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Novel Image Encryption Scheme Based on Chebyshev Polynomial and Duffing Map
We present a novel image encryption algorithm using Chebyshev polynomial based on permutation and substitution and Duffing map based on substitution. Comprehensive security analysis has been performed on the designed scheme using key space analysis, visual testing, histogram analysis, information entropy calculation, correlation coefficient analysis, differential analysis, key sensitivity test, and speed test. The study demonstrates that the proposed image encryption algorithm shows advantages of more than key space and desirable level of security based on the good statistical results and theoretical arguments.
In recent years, the dynamical chaotic systems have been commonly used for the design of cryptographic primitives featuring chaotic behaviour and random-like properties. In his seminal work , Shannon pointed out the excellent possibilities of the dynamical chaotic maps in the communications. He identified two basic properties that the good data encryption systems should have to prevent (resist) statistical attacks: diffusion and confusion. Diffusion can propagate the change over the whole encrypted data, and confusion can hide the relationship between the original data and the encrypted data. Permutation, which rearranges objects, is the simplest method of diffusion, and substitution, that replaces an object with another one, is the simplest type of confusion. The consistent use of dynamical chaotic system based permutation and substitution methods is in the deep cryptographic fundamental.
The authors of  used Chebyshev polynomial to construct secure El Gamal-like and RSA-like algorithms. A new more practical and secure Diffie-Hellman key agreement protocol based on Chebyshev polynomial is presented in . In , a stream cipher constructed by Duffing map based message-embedded scheme is proposed. By mixing the Lorenz attractor and Duffing map, a new six-dimensional chaotic cryptographic algorithm with good complex structure is designed . In , an improved stochastic middle multibits quantification algorithm based on Chebyshev polynomial is proposed. Three-party key agreement protocols using the enhanced Chebyshev polynomial are proposed in [7, 8].
Fridrich  describes how to adapt Baker map, Cat map, and Standard map on a torus or on a rectangle for the purpose of substitution-permutation image encryption. In , a new permutation-substitution image encryption scheme using logistic, tent maps, and Tompkins-Paige algorithm is proposed. In , chaotic cipher is proposed to encrypt color images through position permutation part and Logistic map based on substitution. Yau et al.  proposed an image encryption scheme based on Sprott chaotic circuit. In , Fu et al. proposed a digital image encryption method by using Chirikov standard map based permutation and Chebyshev polynomial based diffusion operations.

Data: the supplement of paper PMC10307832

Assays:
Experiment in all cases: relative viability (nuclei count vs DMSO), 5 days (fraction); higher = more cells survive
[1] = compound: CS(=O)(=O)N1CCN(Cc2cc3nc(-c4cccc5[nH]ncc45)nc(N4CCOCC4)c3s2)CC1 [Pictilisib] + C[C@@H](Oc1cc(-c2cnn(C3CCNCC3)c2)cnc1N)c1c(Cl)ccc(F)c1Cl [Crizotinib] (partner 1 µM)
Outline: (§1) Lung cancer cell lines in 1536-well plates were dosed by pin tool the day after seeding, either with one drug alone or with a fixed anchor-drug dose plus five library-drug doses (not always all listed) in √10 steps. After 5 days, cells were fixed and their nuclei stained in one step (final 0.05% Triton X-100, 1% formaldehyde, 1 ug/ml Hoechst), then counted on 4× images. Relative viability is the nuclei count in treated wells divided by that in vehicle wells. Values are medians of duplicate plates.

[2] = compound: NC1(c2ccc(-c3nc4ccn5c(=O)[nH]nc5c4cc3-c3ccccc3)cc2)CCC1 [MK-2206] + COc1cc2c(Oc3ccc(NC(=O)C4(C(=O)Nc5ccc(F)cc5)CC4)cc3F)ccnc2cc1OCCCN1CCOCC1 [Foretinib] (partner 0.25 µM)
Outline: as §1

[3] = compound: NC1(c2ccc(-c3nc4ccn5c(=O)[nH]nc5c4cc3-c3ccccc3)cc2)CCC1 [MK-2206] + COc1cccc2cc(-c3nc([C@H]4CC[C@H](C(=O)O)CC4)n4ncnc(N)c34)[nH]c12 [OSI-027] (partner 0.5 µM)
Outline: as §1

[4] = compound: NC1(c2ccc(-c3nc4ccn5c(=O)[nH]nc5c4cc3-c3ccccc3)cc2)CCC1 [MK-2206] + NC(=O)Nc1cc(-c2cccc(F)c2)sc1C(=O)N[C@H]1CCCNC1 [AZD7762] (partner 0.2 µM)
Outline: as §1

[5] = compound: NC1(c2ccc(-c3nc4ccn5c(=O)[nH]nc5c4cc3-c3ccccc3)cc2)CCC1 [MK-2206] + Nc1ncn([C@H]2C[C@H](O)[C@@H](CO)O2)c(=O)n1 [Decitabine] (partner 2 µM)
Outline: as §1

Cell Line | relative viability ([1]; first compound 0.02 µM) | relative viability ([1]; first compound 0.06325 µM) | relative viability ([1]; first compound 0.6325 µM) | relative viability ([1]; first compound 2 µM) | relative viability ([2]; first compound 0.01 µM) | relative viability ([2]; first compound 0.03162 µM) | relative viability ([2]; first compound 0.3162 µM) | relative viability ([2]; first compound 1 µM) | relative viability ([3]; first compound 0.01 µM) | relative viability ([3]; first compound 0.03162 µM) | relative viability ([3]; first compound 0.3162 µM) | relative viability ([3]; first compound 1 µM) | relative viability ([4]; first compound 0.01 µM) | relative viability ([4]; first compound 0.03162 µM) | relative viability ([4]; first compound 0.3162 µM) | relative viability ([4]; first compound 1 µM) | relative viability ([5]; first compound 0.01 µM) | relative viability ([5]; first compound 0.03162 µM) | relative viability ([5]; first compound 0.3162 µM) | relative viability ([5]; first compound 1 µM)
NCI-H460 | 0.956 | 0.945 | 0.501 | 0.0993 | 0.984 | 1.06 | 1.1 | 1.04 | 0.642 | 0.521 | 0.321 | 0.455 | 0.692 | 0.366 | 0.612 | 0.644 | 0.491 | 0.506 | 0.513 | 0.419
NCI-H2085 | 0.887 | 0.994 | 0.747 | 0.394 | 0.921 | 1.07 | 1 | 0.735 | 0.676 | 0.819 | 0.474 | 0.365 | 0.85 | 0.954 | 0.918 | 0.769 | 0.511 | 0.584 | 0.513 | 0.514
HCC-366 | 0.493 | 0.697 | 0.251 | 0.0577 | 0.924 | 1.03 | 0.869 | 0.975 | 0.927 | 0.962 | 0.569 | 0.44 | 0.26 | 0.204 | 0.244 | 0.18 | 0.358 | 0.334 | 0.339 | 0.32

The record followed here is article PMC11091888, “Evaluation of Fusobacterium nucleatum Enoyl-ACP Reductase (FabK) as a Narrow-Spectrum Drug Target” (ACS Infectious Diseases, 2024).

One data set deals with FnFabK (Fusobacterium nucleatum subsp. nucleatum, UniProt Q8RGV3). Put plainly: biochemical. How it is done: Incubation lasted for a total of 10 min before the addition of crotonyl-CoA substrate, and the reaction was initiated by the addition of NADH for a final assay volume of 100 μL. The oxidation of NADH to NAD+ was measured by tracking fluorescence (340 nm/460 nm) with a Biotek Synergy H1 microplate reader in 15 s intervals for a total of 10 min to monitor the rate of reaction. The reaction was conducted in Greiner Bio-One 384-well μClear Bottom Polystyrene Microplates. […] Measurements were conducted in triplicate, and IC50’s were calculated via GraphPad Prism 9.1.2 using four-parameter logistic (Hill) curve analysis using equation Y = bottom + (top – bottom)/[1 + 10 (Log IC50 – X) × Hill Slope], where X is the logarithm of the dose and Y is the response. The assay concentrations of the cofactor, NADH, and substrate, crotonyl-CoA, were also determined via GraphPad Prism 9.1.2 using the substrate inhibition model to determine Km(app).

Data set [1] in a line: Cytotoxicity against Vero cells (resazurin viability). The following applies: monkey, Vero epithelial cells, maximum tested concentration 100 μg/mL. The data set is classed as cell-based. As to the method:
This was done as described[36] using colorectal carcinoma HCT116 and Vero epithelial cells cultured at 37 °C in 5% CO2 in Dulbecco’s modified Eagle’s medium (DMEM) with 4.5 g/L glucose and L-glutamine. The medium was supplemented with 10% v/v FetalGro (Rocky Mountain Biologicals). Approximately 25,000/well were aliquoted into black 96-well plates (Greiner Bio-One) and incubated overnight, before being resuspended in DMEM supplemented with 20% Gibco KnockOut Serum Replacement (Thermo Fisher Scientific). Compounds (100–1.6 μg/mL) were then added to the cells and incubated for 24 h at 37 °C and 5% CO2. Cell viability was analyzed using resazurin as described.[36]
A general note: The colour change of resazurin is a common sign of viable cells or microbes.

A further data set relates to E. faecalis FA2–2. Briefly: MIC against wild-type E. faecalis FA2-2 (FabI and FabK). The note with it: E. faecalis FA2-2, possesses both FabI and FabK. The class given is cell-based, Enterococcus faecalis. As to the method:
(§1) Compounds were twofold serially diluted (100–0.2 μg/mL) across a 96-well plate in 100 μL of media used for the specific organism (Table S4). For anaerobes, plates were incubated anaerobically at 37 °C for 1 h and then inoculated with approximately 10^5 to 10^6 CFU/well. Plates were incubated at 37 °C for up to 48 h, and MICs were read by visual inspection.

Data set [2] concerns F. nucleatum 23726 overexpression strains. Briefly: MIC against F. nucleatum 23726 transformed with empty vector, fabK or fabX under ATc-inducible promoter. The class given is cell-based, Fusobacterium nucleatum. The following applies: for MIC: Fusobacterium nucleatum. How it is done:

In , a bit-level permutation scheme using chaotic sequence sorting has been proposed for image encryption. The operations are completed by Chebyshev polynomial and Arnold Cat map. An image encryption algorithm in which the key stream is generated by Chebyshev function is presented in . Simulation results are given to confirm the necessary level of security. In , a new image encryption scheme, based on Chebyshev polynomial, Sin map, Cubic map, and 2D coupled map lattice, is proposed. The experimental results show the security of the algorithm.
In , a color image encryption scheme based on skew tent map and hyper chaotic system of 6th-order CNN is presented. An image encryption scheme based on rotation matrix bit-level permutation and block diffusion is proposed in .
A new chaos based image encryption scheme is suggested in this paper. The algorithm is a simple improvement of one round substitution-permutation model. The encryption process is divided in two major parts: Chebyshev polynomial based on permutation and substitution and Duffing map based on substitution. In Section 2, we propose two pseudorandom bit generators (PRBGs): one based on Chebyshev polynomial and the other based on Duffing map. In Section 3, in order to measure randomness of the bit sequence generated by the two pseudorandom schemes, we use NIST, DIEHARD, and ENT statistical packages. Section 4 presents the proposed image encryption algorithm, and some security cryptanalysis is given. Finally, the last section concludes the paper.
2. Proposed Pseudorandom Bit Generators
2.1. Pseudorandom Bit Generator Based on the Chebyshev Polynomial
The proposed pseudorandom bit generator is based on two Chebyshev polynomials, as described by where and are control parameters. The initial values and and parameters are used as the key.
Step 1. The initial values , , , and of the two Chebyshev polynomials from (1) are determined.
Step 2. The first and the second Chebyshev polynomials from (1) are iterated for and times to avoid the harmful effects of transitional procedures, respectively, where and are different constants.
Step 3. The iteration of (1) continues, and, as a result, two decimal fractions and are generated.
Step 4. These decimal fractions are preprocessed as follows: where returns the absolute value of , returns the value of to the nearest integers less than or equal to , and returns the reminder after division.
Step 5. The following threshold function from (3) is applied: and a pseudorandom bit is produced.